A bitter pill – well, not quite

2 Jun

A long time ago, I discovered that George and pills should not be combined, in the same way that bulls and china shops should not be combined. Both mixtures are a recipe for chaos and mass destruction.  So when George came down with a UTI a week ago and got put onto medication, I specifically asked the pharmacist to provide it in liquid form.  My theory was that I could just put the goo into his milk and he’d drink it, without ever knowing that there were drugs involved.

But my subterfuge did not work.  For a start, the medicine, which is the colour of Pepto Bismol, made the milk turn pink.  I did not honestly think this would be a problem.  The milk was put into George’s favourite (and opaque) Thomas the Train cup, which has a lid.  You couldn’t even see what colour the milk was.  However, we ran into an additional problem, which is that the medicine made the milk taste funny.  Still, I nonchalantly handed the cup to George, who took a mouthful and then immediately did something very strange with his face.  He scrunched up his eyes and kind of sucked his face inwards (imagine someone trying to turn a lemon inside out), and then his face erupted outwards again with a kind of “THWOO” sound, and pink milk exploded all over the place.

OK, this was clearly not a feasible plan.  I had to switch to Plan B, which was to just put the medicine in a syringe, aim for George’s mouth, and hope for the best. I recognized that his arms and legs were going to be the problem.  If I could keep the arms and legs still, I’d be able to pull this off.  I couldn’t be intense about it, though.  This is an autistic child we’re dealing with – I had to constrain him and get the goo into him firmly but gently, with lots of encouragement and no sign of any emotion that would escalate his anxiety.  Since I was going to have to get his buy-in to do this three times a day for a week, my approach for that first dose was crucial.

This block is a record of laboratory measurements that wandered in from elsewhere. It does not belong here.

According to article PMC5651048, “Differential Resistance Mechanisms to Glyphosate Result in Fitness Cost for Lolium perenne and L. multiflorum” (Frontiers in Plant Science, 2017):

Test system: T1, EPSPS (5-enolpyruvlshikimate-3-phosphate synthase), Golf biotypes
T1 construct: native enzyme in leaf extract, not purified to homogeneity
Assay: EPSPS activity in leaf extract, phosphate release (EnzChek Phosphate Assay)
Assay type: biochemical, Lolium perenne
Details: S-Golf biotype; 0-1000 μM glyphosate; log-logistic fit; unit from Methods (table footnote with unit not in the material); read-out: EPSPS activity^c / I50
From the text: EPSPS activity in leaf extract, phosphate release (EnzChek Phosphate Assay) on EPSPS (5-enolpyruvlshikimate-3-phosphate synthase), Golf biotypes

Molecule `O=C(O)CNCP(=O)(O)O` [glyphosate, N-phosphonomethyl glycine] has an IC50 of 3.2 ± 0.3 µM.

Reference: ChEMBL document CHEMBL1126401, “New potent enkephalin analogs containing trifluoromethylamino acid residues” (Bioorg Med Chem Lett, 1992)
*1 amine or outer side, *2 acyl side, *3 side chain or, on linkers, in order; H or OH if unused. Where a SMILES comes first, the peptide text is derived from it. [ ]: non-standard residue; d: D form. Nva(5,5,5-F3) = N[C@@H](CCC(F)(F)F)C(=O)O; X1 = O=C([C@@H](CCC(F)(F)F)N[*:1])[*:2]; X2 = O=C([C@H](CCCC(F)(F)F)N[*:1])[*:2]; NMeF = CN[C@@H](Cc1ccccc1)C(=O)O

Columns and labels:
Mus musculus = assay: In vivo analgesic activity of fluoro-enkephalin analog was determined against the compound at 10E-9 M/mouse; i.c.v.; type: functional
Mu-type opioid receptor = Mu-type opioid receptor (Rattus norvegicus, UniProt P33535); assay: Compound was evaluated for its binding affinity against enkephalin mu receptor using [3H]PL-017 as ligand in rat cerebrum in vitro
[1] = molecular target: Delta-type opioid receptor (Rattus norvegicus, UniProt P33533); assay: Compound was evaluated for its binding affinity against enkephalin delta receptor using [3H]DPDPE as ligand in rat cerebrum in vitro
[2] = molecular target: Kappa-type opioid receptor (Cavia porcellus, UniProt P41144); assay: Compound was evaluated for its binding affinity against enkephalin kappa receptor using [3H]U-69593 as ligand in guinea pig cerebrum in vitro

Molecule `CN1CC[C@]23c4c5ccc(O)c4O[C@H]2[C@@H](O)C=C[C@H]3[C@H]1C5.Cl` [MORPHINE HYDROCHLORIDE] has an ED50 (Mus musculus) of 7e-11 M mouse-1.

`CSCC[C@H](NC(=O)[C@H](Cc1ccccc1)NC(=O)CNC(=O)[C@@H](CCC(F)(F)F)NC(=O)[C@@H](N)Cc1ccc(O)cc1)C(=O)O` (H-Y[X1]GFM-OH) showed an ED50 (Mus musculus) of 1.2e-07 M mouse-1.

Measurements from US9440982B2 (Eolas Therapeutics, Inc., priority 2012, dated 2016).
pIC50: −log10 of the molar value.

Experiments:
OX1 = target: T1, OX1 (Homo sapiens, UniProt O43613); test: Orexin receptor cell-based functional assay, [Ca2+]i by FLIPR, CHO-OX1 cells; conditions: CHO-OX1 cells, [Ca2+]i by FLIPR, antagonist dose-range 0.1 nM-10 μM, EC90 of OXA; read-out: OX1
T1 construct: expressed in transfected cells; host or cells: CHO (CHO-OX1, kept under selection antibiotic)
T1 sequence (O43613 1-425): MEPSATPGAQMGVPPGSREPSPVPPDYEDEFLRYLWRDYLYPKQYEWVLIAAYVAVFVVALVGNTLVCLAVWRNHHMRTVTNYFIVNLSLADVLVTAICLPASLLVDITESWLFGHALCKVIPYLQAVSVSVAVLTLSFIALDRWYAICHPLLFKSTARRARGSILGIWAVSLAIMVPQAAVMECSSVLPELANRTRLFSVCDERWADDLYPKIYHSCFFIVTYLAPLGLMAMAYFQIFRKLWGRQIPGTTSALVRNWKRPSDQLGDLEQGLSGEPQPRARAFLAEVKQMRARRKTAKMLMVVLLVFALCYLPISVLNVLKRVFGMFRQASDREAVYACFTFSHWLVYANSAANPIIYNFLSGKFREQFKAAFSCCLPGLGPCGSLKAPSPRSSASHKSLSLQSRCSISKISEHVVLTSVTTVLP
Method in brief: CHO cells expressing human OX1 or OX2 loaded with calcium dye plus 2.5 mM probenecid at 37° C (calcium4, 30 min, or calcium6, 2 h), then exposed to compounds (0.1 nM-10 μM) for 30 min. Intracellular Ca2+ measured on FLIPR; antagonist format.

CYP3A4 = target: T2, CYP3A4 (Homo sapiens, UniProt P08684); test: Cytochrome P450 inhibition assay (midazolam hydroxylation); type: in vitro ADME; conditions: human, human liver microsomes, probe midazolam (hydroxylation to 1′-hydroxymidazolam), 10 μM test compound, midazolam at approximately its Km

I laid him down on the couch and used a blanket to wrap him up like a burrito.  He was a little bemused by this odd action, but apart from squirming a little, he did not protest.  I sat astride his legs to keep him from kicking, and picked up the loaded syringe.  Holding his face gently, I got the medicine into him, bit by bit.  He did not like it.  He cried and complained.  He tried to get away.  But he swallowed the entire dose without spitting any out.  The whole time, James was lying beside him on the couch, kissing his cheek, hugging him, comforting him, saying over and over that everything was OK.  The sight of this four-year-old – so young and yet so intuitive – taking care of his brother was enough to bring tears to my eyes.

Now, with just one or two days of the medication to go, George is more used to the routine.  He still doesn’t like it, but he voluntarily lies down on the couch, and I only have to cover his arms with the blanket instead of actually wrapping him.  He always protests in the beginning, usually to say “James’ medicine” in hopes of avoiding the inevitable.  But he takes the medicine and is not too traumatized by the whole process.

Once the medication issue was under control, I had to deal with the little plastic jar that the doctor had given us, with which we were required to collect a urine sample.  I was worried: how was I going to get George to pee in a jar?  He has very set ways of doing things, and I thought this concept would just be too strange for him.  As it happened, we did have an issue, but not the one we expected.  George had no problem peeing in a jar, and we had the requisite sample with the minimum of fuss.  But now that he had done it once, he expected the jar to be a part of the regular bathroom process.  For about two days he tried to hold it in because he didn’t have the jar.  We have managed to knock that on the head, thank goodness.

So there we have it.  George is becoming a pro at taking medicine (in liquid form, anyway), he seems to be gradually getting better, the jar and its contents have been dropped off for analysis, and relative peace reigns in my household.

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